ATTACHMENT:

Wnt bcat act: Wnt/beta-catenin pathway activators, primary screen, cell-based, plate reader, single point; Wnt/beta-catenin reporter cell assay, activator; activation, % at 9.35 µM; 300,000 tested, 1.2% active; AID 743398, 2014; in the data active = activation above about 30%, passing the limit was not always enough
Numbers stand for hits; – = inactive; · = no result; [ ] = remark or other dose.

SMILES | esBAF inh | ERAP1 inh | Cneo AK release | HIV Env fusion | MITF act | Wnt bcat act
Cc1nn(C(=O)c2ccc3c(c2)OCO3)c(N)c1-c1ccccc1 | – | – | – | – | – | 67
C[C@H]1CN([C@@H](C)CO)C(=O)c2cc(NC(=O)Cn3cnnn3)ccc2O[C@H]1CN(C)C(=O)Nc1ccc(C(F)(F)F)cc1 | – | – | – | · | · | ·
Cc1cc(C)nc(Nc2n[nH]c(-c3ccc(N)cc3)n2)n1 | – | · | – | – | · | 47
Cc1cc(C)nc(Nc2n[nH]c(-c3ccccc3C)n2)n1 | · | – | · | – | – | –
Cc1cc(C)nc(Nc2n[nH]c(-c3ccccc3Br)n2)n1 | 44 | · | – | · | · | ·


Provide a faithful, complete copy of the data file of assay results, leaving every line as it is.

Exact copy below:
Wnt bcat act: Wnt/beta-catenin pathway activators, primary screen, cell-based, plate reader, single point; Wnt/beta-catenin reporter cell assay, activator; activation, % at 9.35 µM; 300,000 tested, 1.2% active; AID 743398, 2014; in the data active = activation above about 30%, passing the limit was not always enough
Numbers stand for hits; – = inactive; · = no result; [ ] = remark or other dose.

SMILES | esBAF inh | ERAP1 inh | Cneo AK release | HIV Env fusion | MITF act | Wnt bcat act
Cc1nn(C(=O)c2ccc3c(c2)OCO3)c(N)c1-c1ccccc1 | – | – | – | – | – | 67
C[C@H]1CN([C@@H](C)CO)C(=O)c2cc(NC(=O)Cn3cnnn3)ccc2O[C@H]1CN(C)C(=O)Nc1ccc(C(F)(F)F)cc1 | – | – | – | · | · | ·
Cc1cc(C)nc(Nc2n[nH]c(-c3ccc(N)cc3)n2)n1 | – | · | – | – | · | 47
Cc1cc(C)nc(Nc2n[nH]c(-c3ccccc3C)n2)n1 | · | – | · | – | – | –
Cc1cc(C)nc(Nc2n[nH]c(-c3ccccc3Br)n2)n1 | 44 | · | – | · | · | ·